One wonders if we should sit quietly and just accept that that’s where the bar is set. Maybe? The problem is that even this apparent “success” comes at a cost. And no, I don’t mean kids who never see their parents, or the PI who’s a crappy teacher and an even crappier mentor, or the young superstar who burns out mentally, spiritually, or physically, though those are very real costs. I’m talking about other hidden costs that I think are just as real. Here’s one example.
Let’s say you want to create a brand-new dish, something that’s a work of art to the eye, a seduction to the nose, a religious epiphany to the palate, something that will be recalled for years to come. Do you approach Ray Kroc, or Gordon Ramsay? Why? If it’s my anniversary, I’m talking to Gordo. I need someone who not only has the available tools and talent in his or her group, but whose own culinary skills surpass those of all others. In this example, that’s Ramsay.
Let me share with you some actual things I’ve heard said by very successful PIs:
“He wrote a grant to study the serotonin gene, and got it funded.”
“They’re planning to measure aldosterone out of their proteomics data.”
“You just put the plate in the machine and data comes out.”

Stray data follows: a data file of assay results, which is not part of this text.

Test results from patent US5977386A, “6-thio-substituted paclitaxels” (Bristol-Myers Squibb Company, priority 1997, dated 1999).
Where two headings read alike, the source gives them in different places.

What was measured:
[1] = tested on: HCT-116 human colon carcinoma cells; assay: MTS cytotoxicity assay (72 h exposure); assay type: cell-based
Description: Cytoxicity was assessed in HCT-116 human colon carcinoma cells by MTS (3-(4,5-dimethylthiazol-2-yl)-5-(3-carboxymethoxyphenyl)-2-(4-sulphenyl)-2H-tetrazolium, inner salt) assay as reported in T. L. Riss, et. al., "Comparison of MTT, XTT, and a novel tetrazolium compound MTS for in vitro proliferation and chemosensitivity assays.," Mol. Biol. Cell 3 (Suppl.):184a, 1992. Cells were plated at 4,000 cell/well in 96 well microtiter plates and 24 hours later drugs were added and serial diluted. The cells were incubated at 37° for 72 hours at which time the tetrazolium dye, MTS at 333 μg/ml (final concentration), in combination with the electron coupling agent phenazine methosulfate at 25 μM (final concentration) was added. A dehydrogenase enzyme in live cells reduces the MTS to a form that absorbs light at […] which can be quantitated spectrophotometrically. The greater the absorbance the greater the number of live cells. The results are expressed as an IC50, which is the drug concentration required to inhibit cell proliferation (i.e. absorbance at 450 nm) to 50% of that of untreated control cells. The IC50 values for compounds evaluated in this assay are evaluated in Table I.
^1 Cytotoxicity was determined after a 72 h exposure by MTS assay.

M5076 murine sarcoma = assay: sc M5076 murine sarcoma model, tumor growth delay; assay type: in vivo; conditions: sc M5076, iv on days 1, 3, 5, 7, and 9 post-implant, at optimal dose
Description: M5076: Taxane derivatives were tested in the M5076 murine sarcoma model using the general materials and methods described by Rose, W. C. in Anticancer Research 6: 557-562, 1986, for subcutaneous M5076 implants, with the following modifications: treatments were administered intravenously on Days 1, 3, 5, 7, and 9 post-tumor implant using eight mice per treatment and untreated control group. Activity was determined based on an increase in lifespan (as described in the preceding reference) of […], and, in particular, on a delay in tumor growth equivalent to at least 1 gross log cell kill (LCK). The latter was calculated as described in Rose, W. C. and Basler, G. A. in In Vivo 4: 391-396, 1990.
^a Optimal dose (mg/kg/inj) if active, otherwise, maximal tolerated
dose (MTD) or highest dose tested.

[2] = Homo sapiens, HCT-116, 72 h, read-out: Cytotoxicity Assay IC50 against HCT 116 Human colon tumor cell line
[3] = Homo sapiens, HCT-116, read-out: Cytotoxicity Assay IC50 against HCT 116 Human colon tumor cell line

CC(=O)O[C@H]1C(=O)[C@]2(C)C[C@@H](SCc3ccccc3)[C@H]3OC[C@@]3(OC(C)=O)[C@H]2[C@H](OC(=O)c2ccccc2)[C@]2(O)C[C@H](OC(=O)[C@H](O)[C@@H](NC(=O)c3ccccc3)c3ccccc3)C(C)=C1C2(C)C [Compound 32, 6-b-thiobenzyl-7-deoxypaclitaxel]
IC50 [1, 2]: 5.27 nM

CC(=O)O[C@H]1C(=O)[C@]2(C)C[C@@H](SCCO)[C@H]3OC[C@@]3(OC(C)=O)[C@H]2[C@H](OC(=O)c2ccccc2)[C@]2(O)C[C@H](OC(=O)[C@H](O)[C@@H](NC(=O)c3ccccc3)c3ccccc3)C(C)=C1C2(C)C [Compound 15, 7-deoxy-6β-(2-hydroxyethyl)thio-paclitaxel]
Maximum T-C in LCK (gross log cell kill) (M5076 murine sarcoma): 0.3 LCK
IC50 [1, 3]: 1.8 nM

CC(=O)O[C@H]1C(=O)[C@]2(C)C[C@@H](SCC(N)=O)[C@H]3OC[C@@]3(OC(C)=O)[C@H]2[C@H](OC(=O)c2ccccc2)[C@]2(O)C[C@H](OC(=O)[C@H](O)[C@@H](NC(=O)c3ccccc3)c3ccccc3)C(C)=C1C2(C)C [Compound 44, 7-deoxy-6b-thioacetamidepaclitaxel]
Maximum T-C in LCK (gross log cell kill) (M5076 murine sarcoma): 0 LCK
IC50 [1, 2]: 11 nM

There are others, but hopefully you get the idea.
Yes, we all know that the folks in the lab break into a cold sweat if the PI threatens to pick up a pipette. But, don’t we expect the PI to be the expert when it comes to experiment planning, data analysis, and interpretation of results? Now , yes, you might say that the above examples were probably just off-the-cuff remarks that would never survive more careful scrutiny on the part of the speaker or the involved parties. Personally, I’m not so sure.
I think doing careful science requires a lot of attention and a fair bit of time. I also think it’s possible to “blag” (look it up) your way through a bit, or to receive the benefit of the doubt. Problem is, the devil is in the details, and at a time when we’re increasingly worried about rigor and reproducibility, this hidden cost of Ray Kroc science might be a bigger deal than we realize.
Others have written around this topic more eloquently than I have done. Publish houses of brick instead of mansions of straw. Train scientists to be expert thinkers, not mere technicians. But if that’s what we really want, then I think we need to look hard at what is rewarded.
Are we rewarding careful science, the world-class chef who is committed to the highest quality dish and the experience of the diner? Or are we rewarding “fast food” science, throughput and productivity at the expense of true quality? We lament what fast food has done to our world’s health. I’m increasingly worried about what the pace and quality of “fast food” science might be doing to our scientific legacy.
*Author’s Notes: First, big, big ups to Fighty Squirrel for her expert editing and suggestions on how to be more awesomer! Second, the extended chef metaphor grew out of an interesting observation that a large number of grad school applicants would go into culinary arts if science were not an option. Me, I’d give stage acting and stand-up comedy a serious try (I know, don’t quit my day job).